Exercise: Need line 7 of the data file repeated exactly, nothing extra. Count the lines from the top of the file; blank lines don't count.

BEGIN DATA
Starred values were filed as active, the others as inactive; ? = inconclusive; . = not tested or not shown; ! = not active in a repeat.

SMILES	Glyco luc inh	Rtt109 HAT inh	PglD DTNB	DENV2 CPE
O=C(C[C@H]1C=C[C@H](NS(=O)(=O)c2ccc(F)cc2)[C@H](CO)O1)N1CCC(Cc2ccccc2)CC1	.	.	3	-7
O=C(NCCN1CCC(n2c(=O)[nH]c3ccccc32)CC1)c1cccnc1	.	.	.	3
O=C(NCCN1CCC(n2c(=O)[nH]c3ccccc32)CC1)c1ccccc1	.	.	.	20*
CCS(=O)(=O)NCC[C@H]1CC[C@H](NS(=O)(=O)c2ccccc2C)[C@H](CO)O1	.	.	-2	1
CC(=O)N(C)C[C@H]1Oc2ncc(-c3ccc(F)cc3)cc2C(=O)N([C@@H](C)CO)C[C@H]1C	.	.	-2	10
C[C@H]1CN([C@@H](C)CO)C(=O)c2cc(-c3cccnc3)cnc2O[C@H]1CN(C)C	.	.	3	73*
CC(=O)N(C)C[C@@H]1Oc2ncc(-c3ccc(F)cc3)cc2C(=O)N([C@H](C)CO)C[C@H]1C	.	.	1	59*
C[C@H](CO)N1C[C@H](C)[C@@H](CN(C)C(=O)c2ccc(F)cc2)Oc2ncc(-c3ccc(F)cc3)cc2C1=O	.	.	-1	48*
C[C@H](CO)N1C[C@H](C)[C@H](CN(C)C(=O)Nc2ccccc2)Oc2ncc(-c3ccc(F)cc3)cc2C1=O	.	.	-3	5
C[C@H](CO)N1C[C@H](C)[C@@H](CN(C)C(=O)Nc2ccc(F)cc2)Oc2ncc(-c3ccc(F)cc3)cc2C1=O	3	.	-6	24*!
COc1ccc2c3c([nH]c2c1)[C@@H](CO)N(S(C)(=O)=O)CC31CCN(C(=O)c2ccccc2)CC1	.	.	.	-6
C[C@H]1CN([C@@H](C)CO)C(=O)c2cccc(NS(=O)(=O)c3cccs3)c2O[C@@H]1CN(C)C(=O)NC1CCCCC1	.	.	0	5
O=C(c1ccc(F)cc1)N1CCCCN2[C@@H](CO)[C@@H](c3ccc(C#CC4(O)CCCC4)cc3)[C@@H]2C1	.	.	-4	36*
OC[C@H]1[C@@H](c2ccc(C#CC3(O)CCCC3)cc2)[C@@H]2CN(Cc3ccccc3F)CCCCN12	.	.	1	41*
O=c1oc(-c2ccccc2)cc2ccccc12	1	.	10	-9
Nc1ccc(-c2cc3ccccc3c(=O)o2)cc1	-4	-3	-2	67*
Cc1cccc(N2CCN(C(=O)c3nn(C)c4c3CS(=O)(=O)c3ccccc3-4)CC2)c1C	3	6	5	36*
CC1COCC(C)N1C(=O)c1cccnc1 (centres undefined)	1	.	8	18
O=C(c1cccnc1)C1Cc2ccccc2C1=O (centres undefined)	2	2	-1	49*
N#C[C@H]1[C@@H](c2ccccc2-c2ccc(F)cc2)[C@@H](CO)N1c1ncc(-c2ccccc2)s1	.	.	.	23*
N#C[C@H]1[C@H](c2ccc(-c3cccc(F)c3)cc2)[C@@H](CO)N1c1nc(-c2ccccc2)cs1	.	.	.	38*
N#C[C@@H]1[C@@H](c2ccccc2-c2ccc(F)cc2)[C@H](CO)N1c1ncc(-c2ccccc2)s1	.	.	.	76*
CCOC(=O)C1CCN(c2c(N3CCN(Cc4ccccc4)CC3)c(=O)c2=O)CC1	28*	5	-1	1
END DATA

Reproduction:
CC(=O)N(C)C[C@H]1Oc2ncc(-c3ccc(F)cc3)cc2C(=O)N([C@@H](C)CO)C[C@H]1C	.	.	-2	10